- Include short guidance, where needed, on how to adapt the content for F2F training.
- The Consultant will draft the new training materials. They may consult with Sphere trainers and focal points by survey and/or other methods.
- The Consultant will facilitate (or arrange for someone else to facilitate) an online workshop with a group of Sphere trainers, focal points, members of the Sphere secretariat and/or NDMA employees to test the new materials. Detailed feedback will be collected from participants. Sphere can provide Zoom and Miro platforms and can assist with technical hosting and identifying participants.
- The Consultant will refine the new training materials and suggested training plans.
- The final product is ready to be sent for layout and translation.
6. Consultant requirements
- Track record of developing adult learning and developing online training tools, ideally for humanitarian audiences.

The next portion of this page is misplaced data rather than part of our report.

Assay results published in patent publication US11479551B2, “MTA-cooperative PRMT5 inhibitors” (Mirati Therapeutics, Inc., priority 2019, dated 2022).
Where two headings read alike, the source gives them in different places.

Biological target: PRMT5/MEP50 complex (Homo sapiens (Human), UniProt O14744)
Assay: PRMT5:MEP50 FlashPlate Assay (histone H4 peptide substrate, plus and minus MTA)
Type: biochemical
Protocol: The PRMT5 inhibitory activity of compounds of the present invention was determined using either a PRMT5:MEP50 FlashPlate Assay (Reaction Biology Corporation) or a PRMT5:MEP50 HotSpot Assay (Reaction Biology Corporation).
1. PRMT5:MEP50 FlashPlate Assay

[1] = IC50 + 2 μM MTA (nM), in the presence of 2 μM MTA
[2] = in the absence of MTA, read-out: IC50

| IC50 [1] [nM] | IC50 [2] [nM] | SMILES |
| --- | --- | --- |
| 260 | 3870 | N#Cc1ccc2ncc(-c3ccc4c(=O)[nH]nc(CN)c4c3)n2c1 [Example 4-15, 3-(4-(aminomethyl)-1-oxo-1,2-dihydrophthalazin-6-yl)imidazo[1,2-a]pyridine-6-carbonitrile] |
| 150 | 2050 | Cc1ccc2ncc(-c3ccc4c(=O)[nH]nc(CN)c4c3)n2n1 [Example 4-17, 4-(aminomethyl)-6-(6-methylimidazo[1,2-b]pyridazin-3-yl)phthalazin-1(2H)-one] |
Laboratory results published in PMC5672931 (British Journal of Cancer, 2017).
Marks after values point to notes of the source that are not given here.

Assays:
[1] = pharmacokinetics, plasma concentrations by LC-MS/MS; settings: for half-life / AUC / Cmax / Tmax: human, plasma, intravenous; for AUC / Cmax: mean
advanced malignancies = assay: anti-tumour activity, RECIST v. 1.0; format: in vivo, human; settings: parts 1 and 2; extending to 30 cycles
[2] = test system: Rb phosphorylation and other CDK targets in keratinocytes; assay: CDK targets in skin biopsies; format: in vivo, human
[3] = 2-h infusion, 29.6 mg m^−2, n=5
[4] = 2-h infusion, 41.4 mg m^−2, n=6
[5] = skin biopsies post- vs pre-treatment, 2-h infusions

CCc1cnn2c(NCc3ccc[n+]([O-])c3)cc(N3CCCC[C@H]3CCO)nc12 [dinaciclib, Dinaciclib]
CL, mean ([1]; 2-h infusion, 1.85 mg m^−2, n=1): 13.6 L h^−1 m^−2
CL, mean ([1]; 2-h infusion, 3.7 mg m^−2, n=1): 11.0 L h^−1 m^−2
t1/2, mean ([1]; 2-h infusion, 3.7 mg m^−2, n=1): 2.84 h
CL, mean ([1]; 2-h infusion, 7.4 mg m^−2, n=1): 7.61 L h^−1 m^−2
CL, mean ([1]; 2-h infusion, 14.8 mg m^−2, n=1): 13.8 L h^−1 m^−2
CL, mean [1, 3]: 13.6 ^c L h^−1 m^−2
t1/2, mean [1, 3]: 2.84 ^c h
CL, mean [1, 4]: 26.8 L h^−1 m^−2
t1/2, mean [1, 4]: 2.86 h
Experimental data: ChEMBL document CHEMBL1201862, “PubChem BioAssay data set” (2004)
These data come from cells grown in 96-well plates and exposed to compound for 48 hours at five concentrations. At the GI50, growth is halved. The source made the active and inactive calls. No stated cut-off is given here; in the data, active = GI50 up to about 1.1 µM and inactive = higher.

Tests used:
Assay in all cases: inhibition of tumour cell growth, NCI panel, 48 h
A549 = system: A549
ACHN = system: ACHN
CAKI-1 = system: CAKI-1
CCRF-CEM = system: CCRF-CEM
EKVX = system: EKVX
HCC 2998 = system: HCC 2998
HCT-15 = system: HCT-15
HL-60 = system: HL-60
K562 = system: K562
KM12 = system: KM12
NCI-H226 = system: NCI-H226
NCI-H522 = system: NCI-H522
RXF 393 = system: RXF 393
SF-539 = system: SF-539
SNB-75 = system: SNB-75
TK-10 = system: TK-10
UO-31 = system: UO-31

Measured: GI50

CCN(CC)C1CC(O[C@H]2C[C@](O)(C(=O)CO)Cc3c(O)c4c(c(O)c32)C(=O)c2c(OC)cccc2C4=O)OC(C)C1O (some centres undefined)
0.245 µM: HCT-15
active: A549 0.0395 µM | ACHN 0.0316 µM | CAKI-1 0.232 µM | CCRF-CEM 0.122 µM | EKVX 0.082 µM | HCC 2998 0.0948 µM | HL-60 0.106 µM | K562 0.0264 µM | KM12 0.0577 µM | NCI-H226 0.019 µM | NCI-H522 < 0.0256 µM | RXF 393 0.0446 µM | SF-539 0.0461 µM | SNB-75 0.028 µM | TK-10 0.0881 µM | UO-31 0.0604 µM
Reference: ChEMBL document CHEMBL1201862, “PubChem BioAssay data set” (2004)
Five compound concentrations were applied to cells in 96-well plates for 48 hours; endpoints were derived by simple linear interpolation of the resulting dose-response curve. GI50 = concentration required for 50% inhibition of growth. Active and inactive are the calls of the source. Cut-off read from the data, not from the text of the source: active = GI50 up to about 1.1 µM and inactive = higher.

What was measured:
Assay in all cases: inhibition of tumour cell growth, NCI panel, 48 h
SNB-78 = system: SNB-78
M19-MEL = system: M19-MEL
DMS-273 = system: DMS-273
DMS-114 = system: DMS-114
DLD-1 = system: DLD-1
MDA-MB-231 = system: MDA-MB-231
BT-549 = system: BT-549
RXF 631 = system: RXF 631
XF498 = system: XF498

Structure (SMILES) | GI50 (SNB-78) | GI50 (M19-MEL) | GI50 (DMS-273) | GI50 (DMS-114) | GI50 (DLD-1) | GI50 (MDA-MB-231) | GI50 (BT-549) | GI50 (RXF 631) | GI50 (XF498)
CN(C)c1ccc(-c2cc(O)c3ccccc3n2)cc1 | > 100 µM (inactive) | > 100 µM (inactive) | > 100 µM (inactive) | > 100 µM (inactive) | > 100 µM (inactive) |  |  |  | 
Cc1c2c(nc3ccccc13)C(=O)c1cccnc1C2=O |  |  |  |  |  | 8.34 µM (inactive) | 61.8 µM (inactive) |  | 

- Experience of working with NDMAs.
- Experience of Sphere and other HSP handbooks.
- Experience with humanitarian standards and nationally-led humanitarian responses.
7. Timeframe and number of days
This is a 5-day contract. The ideal contract period is between Monday 4 October and Friday 29 October 2021.
The consultant can be based in any country except those restricted by the State Secretariat for Economic Affairs (SECO) of the federal council of Switzerland. If based in Switzerland, the consultant must be registered in Switzerland.
How to apply
9. How to apply
Please submit a cover letter and CV to email@example.com by Monday 13 September 2021. The cover letter should also include your skills related to this consultancy and your daily rate. Please write to that same email address if you wish to apply but cannot make the deadline.